Guide to the paper self-assessment tax form

A self-assessment tax form or tax return is a legal document required by HM Revenue and Customs (HMRC) that records any tax you’re liable to pay. Generally, employees under the PAYE system do not need to fill in a tax form as this is recorded by the system. However if you are self-employed or have multiple or complex sources of income, you will need to declare this information yourself. There are two ways to fill out a form, either on paper or online. In this week’s article we focus on filling in a tax return in paper form.

If you are interested in filling in an online version of the form, then visit our online self -assessment tax form page.

Before you can fill in a self-assessment tax form, you will need to register with HMRC. Make sure you register as soon as your circumstances change, as you may have to pay a late fee if you register on or after 5 October following the end of the relevant tax year. (The tax year runs from 6 April until 5 April the following year.)

Once HMRC has received the necessary information, you’ll be sent a Unique Taxpayer Reference which you will need in order to fill in your tax return. The deadline for paper submissions is 31 October following the end of the tax year, and for online submissions, 31 January.

Who needs to fill in a self-assessment tax form?

You may need to send in a tax return if:

  • You’re self-employed
  • You made profits on the sale of chargeable assets such as property
  • You’re a company director
  • You’re employed but owe tax (and do not want to switch tax codes)
  • You’re earning more than £100,000 a year
  • You’re earning more than £50,000 and receiving child benefit
  • Your investment or savings are more than £10,000
  • Your untaxed investment and savings are more than £2,500
  • The HMRC can’t access tax through your tax code
  • You have lived or worked abroad

Check whether you need to fill in a self-assessment return on the Gov.UK website.

A quick step-by-step guide to filling in a paper self-assessment tax form

Step 1 First things first, collect all your financial records including your P60, P45, account documents, receipts, expenses, and bank statements so you have all the information you need to hand.

Step 2 Fill out your personal details at the beginning. You will then need to indicate which supplementary pages (for example self-employed, partnerships, foreign) apply to you.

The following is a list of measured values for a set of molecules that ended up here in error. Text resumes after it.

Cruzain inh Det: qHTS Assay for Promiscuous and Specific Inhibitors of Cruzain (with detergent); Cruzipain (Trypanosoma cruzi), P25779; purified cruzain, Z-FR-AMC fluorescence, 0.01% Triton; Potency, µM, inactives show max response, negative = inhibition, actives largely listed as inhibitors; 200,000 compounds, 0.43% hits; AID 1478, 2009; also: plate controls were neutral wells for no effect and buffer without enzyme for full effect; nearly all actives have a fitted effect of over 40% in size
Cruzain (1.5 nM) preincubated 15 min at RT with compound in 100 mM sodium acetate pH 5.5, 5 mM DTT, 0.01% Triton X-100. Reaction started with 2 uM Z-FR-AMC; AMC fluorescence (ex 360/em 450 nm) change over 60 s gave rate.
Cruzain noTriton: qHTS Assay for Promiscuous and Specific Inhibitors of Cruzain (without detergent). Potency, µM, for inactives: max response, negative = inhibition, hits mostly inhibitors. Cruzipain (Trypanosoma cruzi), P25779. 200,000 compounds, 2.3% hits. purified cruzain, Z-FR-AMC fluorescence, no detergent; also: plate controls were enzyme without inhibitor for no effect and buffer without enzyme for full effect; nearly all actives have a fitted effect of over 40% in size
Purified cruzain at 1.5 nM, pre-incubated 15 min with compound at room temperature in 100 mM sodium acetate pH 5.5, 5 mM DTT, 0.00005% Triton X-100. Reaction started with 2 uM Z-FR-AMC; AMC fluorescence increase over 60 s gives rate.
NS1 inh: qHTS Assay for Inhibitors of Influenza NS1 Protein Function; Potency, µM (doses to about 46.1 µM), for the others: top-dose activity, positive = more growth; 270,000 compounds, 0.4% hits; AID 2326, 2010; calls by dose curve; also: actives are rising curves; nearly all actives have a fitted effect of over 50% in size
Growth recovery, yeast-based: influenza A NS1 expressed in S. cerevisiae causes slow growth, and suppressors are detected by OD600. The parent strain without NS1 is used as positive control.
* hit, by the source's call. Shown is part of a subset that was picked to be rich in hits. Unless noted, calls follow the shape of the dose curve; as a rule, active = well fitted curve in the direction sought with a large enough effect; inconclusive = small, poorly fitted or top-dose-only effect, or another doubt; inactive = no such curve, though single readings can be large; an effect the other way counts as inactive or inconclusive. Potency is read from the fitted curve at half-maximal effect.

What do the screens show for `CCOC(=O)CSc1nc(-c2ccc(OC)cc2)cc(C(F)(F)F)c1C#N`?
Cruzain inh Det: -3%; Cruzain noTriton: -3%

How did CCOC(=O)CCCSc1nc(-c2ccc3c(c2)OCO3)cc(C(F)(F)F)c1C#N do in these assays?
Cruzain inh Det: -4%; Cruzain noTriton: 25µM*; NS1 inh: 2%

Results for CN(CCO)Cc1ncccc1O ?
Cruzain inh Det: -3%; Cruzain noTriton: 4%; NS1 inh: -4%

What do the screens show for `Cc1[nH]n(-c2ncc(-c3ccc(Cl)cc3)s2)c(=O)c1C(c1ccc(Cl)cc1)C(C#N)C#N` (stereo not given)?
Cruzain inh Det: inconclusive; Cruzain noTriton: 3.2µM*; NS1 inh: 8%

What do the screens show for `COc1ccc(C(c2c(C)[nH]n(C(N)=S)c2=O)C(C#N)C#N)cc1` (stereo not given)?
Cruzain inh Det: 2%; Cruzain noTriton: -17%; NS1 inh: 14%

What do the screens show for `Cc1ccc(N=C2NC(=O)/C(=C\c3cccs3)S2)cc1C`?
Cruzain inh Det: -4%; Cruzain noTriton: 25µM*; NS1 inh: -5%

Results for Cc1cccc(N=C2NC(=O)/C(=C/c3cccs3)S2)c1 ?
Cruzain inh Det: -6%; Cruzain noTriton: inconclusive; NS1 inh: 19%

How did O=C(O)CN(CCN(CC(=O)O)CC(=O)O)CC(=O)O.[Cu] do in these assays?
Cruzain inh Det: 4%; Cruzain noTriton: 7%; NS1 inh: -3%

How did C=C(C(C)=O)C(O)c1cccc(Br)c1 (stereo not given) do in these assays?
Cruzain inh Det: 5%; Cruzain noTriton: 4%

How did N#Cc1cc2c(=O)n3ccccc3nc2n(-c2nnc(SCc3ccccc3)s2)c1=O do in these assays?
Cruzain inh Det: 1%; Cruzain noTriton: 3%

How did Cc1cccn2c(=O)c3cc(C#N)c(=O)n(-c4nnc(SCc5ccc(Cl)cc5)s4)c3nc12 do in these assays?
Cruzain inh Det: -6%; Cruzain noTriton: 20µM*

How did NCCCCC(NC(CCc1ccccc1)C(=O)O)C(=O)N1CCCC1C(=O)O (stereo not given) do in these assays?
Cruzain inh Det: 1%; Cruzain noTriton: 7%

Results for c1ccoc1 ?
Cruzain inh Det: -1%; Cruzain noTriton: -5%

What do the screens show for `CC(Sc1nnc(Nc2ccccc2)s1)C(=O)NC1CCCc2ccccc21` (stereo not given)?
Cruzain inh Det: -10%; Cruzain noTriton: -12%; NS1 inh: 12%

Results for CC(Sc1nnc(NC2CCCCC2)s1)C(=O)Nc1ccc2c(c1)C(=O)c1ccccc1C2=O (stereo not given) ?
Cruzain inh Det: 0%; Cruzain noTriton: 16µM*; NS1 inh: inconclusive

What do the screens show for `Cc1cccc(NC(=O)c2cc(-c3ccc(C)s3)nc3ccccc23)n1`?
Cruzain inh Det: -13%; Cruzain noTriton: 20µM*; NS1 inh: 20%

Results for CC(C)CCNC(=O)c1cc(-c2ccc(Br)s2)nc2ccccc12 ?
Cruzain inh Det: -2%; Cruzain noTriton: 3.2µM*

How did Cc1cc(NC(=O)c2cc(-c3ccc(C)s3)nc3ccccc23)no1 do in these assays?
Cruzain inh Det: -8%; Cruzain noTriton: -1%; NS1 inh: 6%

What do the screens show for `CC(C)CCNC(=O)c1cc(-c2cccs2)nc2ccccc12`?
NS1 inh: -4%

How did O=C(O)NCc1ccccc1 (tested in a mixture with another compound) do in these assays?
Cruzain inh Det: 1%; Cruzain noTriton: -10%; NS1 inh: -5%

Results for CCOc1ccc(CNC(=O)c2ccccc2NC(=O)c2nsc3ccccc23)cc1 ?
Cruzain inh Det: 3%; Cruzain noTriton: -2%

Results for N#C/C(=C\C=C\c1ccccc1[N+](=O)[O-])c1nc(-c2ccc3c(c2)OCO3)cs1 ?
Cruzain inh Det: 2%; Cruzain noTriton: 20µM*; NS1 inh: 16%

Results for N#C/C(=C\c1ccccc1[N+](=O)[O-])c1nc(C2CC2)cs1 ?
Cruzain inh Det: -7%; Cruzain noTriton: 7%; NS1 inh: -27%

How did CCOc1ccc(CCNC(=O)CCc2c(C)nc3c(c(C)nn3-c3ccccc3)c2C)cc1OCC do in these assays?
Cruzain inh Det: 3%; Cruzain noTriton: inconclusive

Step 3 The next section will be about your main income, focusing on interest, dividends and UK pensions and benefits. Boxes 1-6 require you to provide information on interest you receive and dividend amounts. You can write down figures in whole pounds so you don’t need to include pennies – either rounding up or down will suffice. If any boxes do not apply to you, simply leave them blank. Boxes 7-15 ask for your pension and benefit details (for example job seeker’s allowance). If you need to declare other income that won’t be included elsewhere, use this section to provide details.

Step 4 You will then need to fill out the tax relief section and provide details of pension schemes you pay into. Don’t include payments from your employer or anything you pay into your employer’s pension scheme (which has been deducted from your pay before tax). If you have given money or gift aid to charity, you will be able to note down the information in boxes 5-12. If blind person’s allowance concerns you or your partner, you will need to supply information from boxes 13-16.

Step 5 In the next small section, you will only need to fill in boxes if you are paying off student loans. You will need to state how much has been deducted by your employer.

Step 6 The following section ‘High Income Child Benefit Charge’ only needs to be filled out if your income is over £50,000 and you or your partner received child benefit after 7 January 2013.

Step 7 If you have provided services through a service company (for example, for a third party client) you will need to declare the total dividends and amount of pay you withdrew from the company.

Step 8 The final section of the form states that HMRC will be able to calculate the tax payable (if there is any) if you send in the tax return by 31 October. They will then let you know before 31 January whether you will need to pay tax (and how much). There are boxes to fill in if you have had an income tax refund or you haven’t paid enough tax. If you have overpaid tax, you can request a repayment by filling out your bank details.

If you have a tax adviser, you can also fill in the details in this part.

Step 9 Finally, you will need to state whether you have included any estimated figures in the form. You can then sign and date the declaration.

To avoid paying a penalty, you must send in your paper tax return before 31 October. If you choose to fill in the form online (more on this next week), you have up until 31 January to complete it. You cannot file an online form if you have already sent in a paper tax return.

For more details on registering and filling in a self-assessment tax form correctly, visit HMRC’s section on tax returns.

This information should not be interpreted as financial advice. Bridging loan rates are subject to change. Speak to our advisors for a loan illustration.

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